1989 Gl1500 Wineberry/Former Ride-God I miss that machine.....
1983 GL650
1987 Yamaha Radian
Professional Videographer
[vimeo]https://vimeo.com/115373397

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roadwanderer2
Posts: 4112
Joined: Thu Aug 08, 2013 4:03 am
Location: sweetwater, Tennessee
Motorcycle: 83 GL1100A aspencade, previously owned, 1981 honda GL500i silverwing interstate, 1974 yamaha xs400, 1974 Honda cb450 twin cam, 1983 honda vt30, 1982 honda 700 shadow, 1972 cb750four, and my first bike, a brand new 1982 honda CM400e. and a new to me 1986 GL1200 aspencade SEi
Contact:

Re: Procedure for pulling motor and transmission request

Postby roadwanderer2 » Tue Sep 06, 2016 5:29 pm

well, when i got the bike i knew that the starter clutch was on its way out and it finally went south so i had to pull the motor to replace it. i was going to replace the clutch disks, stator and rebuild the clutch slave while i had it apart, but since i know that everything else had been replaced not too long ago by the previous owner i decided to leave well enough alone and just do the starter clutch.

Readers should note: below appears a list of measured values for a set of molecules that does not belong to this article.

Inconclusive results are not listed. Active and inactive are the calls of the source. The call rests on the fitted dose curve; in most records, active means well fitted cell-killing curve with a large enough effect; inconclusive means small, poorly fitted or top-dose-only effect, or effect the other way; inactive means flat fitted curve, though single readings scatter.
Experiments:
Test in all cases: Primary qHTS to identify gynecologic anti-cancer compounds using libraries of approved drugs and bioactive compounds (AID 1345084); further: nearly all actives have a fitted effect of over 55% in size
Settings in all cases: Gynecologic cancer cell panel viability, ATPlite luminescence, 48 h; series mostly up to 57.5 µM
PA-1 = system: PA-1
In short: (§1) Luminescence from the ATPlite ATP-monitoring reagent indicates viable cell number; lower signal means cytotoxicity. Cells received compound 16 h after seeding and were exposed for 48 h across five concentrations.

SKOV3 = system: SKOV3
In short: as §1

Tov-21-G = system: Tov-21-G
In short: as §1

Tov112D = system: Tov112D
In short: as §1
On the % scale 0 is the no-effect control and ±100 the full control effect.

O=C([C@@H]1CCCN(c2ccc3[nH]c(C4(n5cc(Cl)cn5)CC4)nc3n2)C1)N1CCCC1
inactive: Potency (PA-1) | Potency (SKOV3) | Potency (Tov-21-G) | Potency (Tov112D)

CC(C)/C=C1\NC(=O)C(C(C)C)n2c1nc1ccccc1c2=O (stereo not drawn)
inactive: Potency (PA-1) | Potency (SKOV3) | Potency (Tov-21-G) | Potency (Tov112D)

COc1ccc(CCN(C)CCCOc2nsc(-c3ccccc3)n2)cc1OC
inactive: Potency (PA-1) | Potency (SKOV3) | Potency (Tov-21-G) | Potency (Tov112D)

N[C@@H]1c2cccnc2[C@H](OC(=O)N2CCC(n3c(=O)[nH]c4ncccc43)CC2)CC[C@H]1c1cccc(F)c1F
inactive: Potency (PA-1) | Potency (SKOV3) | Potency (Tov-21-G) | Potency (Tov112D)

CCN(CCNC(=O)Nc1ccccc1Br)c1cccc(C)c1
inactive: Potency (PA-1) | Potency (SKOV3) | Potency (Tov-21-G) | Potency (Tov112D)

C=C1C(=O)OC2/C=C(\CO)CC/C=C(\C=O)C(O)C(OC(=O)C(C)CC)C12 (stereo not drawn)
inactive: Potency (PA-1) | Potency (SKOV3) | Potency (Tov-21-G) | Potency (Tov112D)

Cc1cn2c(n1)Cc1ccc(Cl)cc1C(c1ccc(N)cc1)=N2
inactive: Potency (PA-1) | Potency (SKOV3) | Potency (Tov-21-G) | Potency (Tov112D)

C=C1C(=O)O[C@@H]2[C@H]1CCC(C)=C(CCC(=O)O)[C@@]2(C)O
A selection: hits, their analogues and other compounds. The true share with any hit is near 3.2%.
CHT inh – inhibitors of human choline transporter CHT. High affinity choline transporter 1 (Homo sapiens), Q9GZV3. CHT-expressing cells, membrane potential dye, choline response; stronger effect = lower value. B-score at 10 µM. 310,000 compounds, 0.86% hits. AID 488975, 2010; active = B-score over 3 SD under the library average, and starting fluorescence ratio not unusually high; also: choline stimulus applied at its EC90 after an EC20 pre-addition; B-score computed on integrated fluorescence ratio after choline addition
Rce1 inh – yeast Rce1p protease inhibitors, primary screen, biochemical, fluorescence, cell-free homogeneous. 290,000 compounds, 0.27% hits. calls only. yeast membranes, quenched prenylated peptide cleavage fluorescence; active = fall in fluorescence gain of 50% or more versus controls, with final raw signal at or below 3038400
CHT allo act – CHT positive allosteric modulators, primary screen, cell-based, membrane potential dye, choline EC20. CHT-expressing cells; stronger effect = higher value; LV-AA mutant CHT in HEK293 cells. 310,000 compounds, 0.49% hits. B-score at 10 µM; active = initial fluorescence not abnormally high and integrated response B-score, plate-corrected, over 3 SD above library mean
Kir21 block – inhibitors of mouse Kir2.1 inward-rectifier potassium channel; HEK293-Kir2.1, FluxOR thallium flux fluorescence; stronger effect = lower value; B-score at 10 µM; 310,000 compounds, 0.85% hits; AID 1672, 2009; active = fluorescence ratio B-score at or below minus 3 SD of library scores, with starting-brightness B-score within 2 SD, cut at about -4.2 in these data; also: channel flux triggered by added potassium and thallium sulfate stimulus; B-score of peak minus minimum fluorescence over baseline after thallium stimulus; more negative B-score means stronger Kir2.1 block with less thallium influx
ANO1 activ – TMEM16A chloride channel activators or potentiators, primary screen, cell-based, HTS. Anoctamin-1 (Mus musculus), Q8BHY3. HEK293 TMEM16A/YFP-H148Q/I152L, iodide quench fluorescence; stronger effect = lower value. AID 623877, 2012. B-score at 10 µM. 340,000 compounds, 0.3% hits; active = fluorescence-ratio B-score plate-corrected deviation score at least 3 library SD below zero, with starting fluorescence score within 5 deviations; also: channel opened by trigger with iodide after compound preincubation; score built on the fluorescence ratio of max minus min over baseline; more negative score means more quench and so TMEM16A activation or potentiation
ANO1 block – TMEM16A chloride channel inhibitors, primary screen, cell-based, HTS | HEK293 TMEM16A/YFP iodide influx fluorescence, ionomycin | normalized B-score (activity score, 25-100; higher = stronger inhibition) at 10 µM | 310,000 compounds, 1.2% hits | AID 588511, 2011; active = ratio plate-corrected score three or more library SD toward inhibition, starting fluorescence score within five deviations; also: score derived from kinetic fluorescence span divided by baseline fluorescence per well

while i have it off the bike, im gonna go ahead and do the timing belts as well as the thermostat. before the s.c. went bad, i had all the electronics repaired/replaced by a retired master electrician. that wasn't cheap by any means. he went thru the entire bike's electrical system from steering stem to rear tail lights and found some shorts and burnt wires and replaced, rewired, soldered and heat shrunk everything. between him coming to pick the bike up to renting a trailer get it back it, fuel to use my father in laws truck, food for the ride which i had to go down to Piedmont Alabama to where he lives, cost almost $600.00 for everything, but since i only paid $300.00 for the bike when i bought it, i dont mind sinking some money into it. if i had the same person do this for me, it would have cost over $1,500 for parts and labor which there was no way i could financially do it, so im doing it myself.

i pulled the motor off my 83 1100 a couple of years ago to do some engine work and its still going strong today. my 1100 has been down to the Florida keys 2 times since its rebuild. below are 2 pics of my 83 1100 aspy after i finished all the work to get it to where it is today including the repaint and restripes. BTW, that satin black is from spray cans and the stripes follow the original lines that i left on it so i could go over them with new stripe tape.

as far as using an engine stand, im not sure if your motor can be bolted up to one unless its make specifically for a motorcycle engine.

stuart.
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thunderwing
Posts: 113
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Location: Hudson Valley, NY